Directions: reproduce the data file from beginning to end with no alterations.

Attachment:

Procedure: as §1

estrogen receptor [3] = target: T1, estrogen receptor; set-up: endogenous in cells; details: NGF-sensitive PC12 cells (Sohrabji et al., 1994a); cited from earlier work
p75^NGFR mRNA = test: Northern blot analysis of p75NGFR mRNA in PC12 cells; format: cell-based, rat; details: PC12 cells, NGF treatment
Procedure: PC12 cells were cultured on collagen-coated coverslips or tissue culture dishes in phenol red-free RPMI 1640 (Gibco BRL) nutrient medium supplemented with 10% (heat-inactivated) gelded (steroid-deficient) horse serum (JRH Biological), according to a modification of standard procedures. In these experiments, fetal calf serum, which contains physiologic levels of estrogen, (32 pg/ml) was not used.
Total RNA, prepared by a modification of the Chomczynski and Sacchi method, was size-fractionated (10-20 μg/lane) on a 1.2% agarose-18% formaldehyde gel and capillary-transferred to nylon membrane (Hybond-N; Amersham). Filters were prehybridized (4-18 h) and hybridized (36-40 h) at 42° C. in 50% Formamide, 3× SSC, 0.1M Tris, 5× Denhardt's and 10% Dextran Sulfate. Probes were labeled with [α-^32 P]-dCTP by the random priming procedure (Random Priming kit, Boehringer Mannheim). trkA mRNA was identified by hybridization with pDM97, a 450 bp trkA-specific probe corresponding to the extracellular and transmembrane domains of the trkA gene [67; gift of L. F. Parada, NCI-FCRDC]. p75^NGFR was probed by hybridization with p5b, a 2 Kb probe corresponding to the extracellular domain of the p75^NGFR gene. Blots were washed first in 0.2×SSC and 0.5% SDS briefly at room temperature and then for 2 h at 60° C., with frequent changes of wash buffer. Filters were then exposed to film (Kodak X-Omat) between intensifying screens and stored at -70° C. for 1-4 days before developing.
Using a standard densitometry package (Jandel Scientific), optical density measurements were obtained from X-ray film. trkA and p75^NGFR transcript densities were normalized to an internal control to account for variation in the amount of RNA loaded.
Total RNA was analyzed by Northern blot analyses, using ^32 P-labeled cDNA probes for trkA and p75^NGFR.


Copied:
Procedure: as §1

estrogen receptor [3] = target: T1, estrogen receptor; set-up: endogenous in cells; details: NGF-sensitive PC12 cells (Sohrabji et al., 1994a); cited from earlier work
p75^NGFR mRNA = test: Northern blot analysis of p75NGFR mRNA in PC12 cells; format: cell-based, rat; details: PC12 cells, NGF treatment
Procedure: PC12 cells were cultured on collagen-coated coverslips or tissue culture dishes in phenol red-free RPMI 1640 (Gibco BRL) nutrient medium supplemented with 10% (heat-inactivated) gelded (steroid-deficient) horse serum (JRH Biological), according to a modification of standard procedures. In these experiments, fetal calf serum, which contains physiologic levels of estrogen, (32 pg/ml) was not used.
Total RNA, prepared by a modification of the Chomczynski and Sacchi method, was size-fractionated (10-20 μg/lane) on a 1.2% agarose-18% formaldehyde gel and capillary-transferred to nylon membrane (Hybond-N; Amersham). Filters were prehybridized (4-18 h) and hybridized (36-40 h) at 42° C. in 50% Formamide, 3× SSC, 0.1M Tris, 5× Denhardt's and 10% Dextran Sulfate. Probes were labeled with [α-^32 P]-dCTP by the random priming procedure (Random Priming kit, Boehringer Mannheim). trkA mRNA was identified by hybridization with pDM97, a 450 bp trkA-specific probe corresponding to the extracellular and transmembrane domains of the trkA gene [67; gift of L. F. Parada, NCI-FCRDC]. p75^NGFR was probed by hybridization with p5b, a 2 Kb probe corresponding to the extracellular domain of the p75^NGFR gene. Blots were washed first in 0.2×SSC and 0.5% SDS briefly at room temperature and then for 2 h at 60° C., with frequent changes of wash buffer. Filters were then exposed to film (Kodak X-Omat) between intensifying screens and stored at -70° C. for 1-4 days before developing.
Using a standard densitometry package (Jandel Scientific), optical density measurements were obtained from X-ray film. trkA and p75^NGFR transcript densities were normalized to an internal control to account for variation in the amount of RNA loaded.
Total RNA was analyzed by Northern blot analyses, using ^32 P-labeled cDNA probes for trkA and p75^NGFR.